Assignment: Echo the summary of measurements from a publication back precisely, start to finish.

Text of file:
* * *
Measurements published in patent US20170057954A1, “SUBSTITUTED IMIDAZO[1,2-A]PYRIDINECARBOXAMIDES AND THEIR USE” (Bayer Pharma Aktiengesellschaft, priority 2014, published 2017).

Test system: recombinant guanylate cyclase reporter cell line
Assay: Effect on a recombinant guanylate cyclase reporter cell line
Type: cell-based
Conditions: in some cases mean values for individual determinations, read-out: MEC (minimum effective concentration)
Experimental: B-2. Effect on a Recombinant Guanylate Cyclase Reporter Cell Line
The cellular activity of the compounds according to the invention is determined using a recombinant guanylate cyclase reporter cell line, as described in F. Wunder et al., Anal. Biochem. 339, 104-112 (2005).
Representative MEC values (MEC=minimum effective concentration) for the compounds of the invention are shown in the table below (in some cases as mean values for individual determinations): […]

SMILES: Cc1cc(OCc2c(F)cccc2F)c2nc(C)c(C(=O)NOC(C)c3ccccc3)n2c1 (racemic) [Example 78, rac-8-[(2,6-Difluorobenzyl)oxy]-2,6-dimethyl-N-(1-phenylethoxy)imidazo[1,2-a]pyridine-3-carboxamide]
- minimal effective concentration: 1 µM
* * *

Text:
Measurements published in patent US20170057954A1, “SUBSTITUTED IMIDAZO[1,2-A]PYRIDINECARBOXAMIDES AND THEIR USE” (Bayer Pharma Aktiengesellschaft, priority 2014, published 2017).

Test system: recombinant guanylate cyclase reporter cell line
Assay: Effect on a recombinant guanylate cyclase reporter cell line
Type: cell-based
Conditions: in some cases mean values for individual determinations, read-out: MEC (minimum effective concentration)
Experimental: B-2. Effect on a Recombinant Guanylate Cyclase Reporter Cell Line
The cellular activity of the compounds according to the invention is determined using a recombinant guanylate cyclase reporter cell line, as described in F. Wunder et al., Anal. Biochem. 339, 104-112 (2005).
Representative MEC values (MEC=minimum effective concentration) for the compounds of the invention are shown in the table below (in some cases as mean values for individual determinations): […]

SMILES: Cc1cc(OCc2c(F)cccc2F)c2nc(C)c(C(=O)NOC(C)c3ccccc3)n2c1 (racemic) [Example 78, rac-8-[(2,6-Difluorobenzyl)oxy]-2,6-dimethyl-N-(1-phenylethoxy)imidazo[1,2-a]pyridine-3-carboxamide]
- minimal effective concentration: 1 µM